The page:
Prospective resources are those quantities of petroleum estimated, as of a given date, to be potentially recoverable from undiscovered accumulations by application of future development projects.  Prospective resources have both an associated chance of discovery and a chance of development.  There is no certainty that any portion of the resources will be discovered.  If discovered, there is no certainty that it will be commercially viable to produce any portion of the resources.

Topics: exploration well, Taranaki, Cardiff Deep Gas

A quick update on Cardiff's deep gas/condensate well

Posted by Denise della Santina on Dec 10, 2013 10:12:00 AM

To wrap up our excitement on drilling our first deep gas well...

Drilling of Cardiff-3, targeting the high-impact Kapuni formation is nearing completion. As reported, the early signs are positive and we'll be likely carrying out a full testing program over the next few months. We didn't want you to think that no news was anything but good news, it's just that photos from the lab and office are a little less exciting than photos from the field. 

The consent process for the Heatseeker well is now underway: By the end of this year we'll have drilled 13 production and exploratory wells, all adding to our future reserve potential and success.

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Topics: Taranaki, Kapuni gas/condensate, Cardiff Deep Gas

30-Days' Deep on Cardiff-3 Drilling

Posted by Denise della Santina on Oct 25, 2013 2:31:00 PM

Cardiff-3 has reached a depth of 3,918 meters on day-30 of its drilling, and we expect it will take another two weeks to hit our projected depth of 4,900 meters. At that point, we should know whether to proceed with hydraulic fracturing stimulation or not, depending on the total meters of net gas pay, permeability, and the volume of original gas in place that we think we can access with this well bore.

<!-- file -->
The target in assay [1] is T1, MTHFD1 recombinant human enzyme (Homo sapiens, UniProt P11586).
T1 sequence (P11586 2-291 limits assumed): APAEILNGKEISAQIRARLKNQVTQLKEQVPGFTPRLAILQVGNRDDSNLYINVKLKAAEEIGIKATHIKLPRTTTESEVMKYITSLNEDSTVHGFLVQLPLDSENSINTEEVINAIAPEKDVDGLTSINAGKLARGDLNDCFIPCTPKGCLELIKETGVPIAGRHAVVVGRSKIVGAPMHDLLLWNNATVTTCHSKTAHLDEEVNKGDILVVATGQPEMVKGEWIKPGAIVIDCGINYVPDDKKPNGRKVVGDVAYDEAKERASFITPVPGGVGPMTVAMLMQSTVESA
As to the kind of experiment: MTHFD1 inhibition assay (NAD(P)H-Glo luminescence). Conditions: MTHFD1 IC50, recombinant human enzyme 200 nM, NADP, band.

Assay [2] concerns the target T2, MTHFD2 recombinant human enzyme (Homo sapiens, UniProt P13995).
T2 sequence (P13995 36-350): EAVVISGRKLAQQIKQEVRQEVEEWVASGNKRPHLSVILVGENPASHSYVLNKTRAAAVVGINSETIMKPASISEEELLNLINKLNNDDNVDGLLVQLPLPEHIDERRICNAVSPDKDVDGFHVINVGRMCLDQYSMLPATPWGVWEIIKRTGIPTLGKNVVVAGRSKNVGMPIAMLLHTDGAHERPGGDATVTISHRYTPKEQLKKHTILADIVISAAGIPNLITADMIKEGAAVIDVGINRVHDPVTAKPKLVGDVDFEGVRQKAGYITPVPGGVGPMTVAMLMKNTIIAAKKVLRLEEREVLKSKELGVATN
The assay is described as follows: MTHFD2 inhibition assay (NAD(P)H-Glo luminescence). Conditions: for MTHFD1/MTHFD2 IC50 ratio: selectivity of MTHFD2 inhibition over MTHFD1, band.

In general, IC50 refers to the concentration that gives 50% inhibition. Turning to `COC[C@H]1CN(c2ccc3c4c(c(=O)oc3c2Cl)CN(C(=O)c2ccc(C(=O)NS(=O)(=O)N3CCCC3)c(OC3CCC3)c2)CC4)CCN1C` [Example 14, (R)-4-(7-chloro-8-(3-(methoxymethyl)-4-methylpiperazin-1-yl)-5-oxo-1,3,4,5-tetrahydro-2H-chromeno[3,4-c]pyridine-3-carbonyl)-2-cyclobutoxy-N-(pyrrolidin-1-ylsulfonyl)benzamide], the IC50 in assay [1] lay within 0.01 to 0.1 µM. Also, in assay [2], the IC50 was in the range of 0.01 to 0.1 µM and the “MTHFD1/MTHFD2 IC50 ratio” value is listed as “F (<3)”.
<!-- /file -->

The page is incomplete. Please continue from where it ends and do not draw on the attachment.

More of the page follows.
If fracturing is required (the Taranaki Regional Council has granted consent, should it be called for), careful study has shown the formations we're targeting to be completely sealed by more than 4 kilometers of impermeable rock. And TAG will only use the new generation plant-based fracking fluids, which will be contained in a closed system along with the water used. 

On a mid-case (P-50) basis, the prospective resource estimate at Cardiff-3 is 160 BCF gas and 5.49 million barrels of condensate. Now only time...and a little more drilling...will tell.

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Topics: exploration well, Cardiff, Cardiff Deep Gas

Drilling Deep in the Taranaki Basin

Posted by Denise della Santina on Sep 19, 2013 8:27:00 AM

The team spudded the Cardiff-3 well on September 2nd, and we expect it will take six weeks total to reach its projected depth of 4,900 meters. As of yesterday, we were at about 1,000 meters.